How to keep your website running smooth

by | Feb 19, 2022 | Maintenance, Website Tips

Website Maintenace

A key part of the success of every website is its long term functionality and website maintenance. Your website won’t work for you if you don’t give it the attention required, think of owning/running a website as working on an old car, it’s all very fiddly, there are new changes in the industry 24/7 and sometimes Google just likes to switch up how they compile search results. I believe because of those points and many more that anyone who owns a website should know the basics to keep everything in check, and with that let’s begin!

Plugins/Addons/Etc

No matter what platform you are using you most likely have plugins. Plugins are a great way for us developers to save plenty of time, like in the birth of civilization we started to specialise in different things such as farming, accounting etc. This is the same with plugins we now live in such a diverse web world that people can spend their whole life dedicated to making the perfect payment portal, god bless them.

Where people go wrong with this is not updating them, I cannot stress how important it is to keep your plugins and themes up to date. Updates can include useful bug fixes and new features or quell security flaws or weaknesses in the code, nothing in the web world is set and forgotten!

So how do we update our plugins? Well, it is usually quite simple, for my examples, I will be using WordPress as it’s my personal favourite but the same ideas and fundamentals will work on any platform! Okay so when you go to “your-site/wp-admin” or the dashboard you will be able to see the sidebar, all we need to do is hover over “Dashboard” and click updates. Here we will be able to find if there are any plugins or themes that need updating. Updating is usually quite safe but I would still recommend taking a backup beforehand with a plugin such as UpDraft Plus which has a free version that will make sure you don’t lose any data.

Backups

On the note of possibly losing data let’s talk about backups. I personally use Updraft Plus for my backups but any high rated backup plugin or service will work, just make sure to read the reviews and know that you can trust it. With UpDraft we can set up automatic weekly backups, send backups to storage places like Dropbox or Google Drive and we can restore right from inside WordPress. UpDraft has a great in-depth guide on their website linked here.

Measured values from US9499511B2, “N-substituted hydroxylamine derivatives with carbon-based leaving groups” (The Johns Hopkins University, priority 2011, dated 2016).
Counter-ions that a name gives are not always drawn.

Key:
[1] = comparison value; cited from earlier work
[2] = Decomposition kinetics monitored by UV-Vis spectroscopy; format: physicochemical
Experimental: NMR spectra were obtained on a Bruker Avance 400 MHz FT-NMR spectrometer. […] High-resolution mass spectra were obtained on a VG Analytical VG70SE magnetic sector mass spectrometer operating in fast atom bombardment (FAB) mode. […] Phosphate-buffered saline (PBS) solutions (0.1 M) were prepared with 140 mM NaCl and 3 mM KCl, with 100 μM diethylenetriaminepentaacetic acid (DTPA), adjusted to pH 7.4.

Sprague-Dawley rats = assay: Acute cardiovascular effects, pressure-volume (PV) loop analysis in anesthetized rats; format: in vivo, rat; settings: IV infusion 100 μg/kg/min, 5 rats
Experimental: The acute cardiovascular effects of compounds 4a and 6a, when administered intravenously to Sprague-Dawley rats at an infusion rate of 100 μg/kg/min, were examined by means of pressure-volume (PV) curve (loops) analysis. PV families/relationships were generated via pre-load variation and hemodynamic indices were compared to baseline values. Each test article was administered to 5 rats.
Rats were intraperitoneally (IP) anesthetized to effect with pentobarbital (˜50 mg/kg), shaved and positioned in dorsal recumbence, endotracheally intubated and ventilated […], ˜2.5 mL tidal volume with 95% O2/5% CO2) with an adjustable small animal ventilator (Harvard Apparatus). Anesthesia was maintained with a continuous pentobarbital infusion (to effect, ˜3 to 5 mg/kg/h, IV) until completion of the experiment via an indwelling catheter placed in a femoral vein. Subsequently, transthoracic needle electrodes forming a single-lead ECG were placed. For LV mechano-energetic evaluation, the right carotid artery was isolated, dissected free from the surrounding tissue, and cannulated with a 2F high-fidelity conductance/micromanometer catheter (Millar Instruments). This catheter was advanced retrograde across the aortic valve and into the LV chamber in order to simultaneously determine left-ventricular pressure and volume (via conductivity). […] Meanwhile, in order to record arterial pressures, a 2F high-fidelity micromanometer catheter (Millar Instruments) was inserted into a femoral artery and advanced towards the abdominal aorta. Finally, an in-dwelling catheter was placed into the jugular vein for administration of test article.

Media Library Discipline

As annoying as it can be I cannot stress enough how important it is to size and control the media on your website. As standard I would say to stick with .jpg images, there are tones of converters online but the next step can save you on that too. We use a simple web app called “Image Resizer” which gives us full control of the dimensions, file type and size. Here is an example photo:

Here we can see the options I have used and recommend. First off let’s talk dimensions, as a rule of thumb I always say anything that is full width on your website should be 2560px wide (the height will be auto-calculated depending on the aspect ratio of the image) while anything else used should be 1280px wide. The size is the main point of this and we make good use of the .jpg compression algorithm, we want to set our target file size >200kb ideally sitting around 100kb, while depending on the detail and colour work your results may vary it will always be better than slapping it on your website and hogging bandwidth.

Performance Tuning & General Website Maintenance

Performance can really make or break a website, badly performing websites always trend to worse click-through rates and Google taking a bad eye to your SEO. While performance is always thrown around as a super complex process there are some easy steps to take to get major improvements. This is a key part of website maintenance.

To start I would say that good media discipline is the #1 priority, we are measuring response times in milliseconds so you can just imagine what a 7Mb file would do to that… Next while not always possible especially for the end-user we would highly recommend going with a trusted and semi-local web hosting company. There are many good options and in somewhere like New Zealand it is just more financially viable to get a server in Syndey but the performance will still be massive compared to the States. So the end of the story is don’t go for the cheapest option!

The last tip for good performance on WordPress is to make sure you have a clean website, we want to keep our plugins, themes and draft content to a minimum. If you have a plugin that can do something your using another one to get rid of it and try cutting down on plugin spam as this can be a real issue. Once your website has been made it would be common practice to remove any unused themes as well. This can be done by going into appearance > themes from the WordPress dashboard. If you feel hesitant contact your website company and get them to make the changes you want, should only be a 5-minute job. The last tip for performance is to get rid of draft content. This can be posts or pages, anything goes. If you arent going to use it or need it later, delete it!

My final and last piece of advice for today is to get involved in the community, I’m not saying go to meetups and stuff but just joining some Facebook groups or Reddit forums is really helpful to get your footing in the webspace. These people are usually very lovely and are always willing to help, just be careful of upsellers, it’s a business after all 😉

Thank you so much if you have read down to here, comment if you like what you have read or have anything to add below. This is Jason signing off, have a great day!

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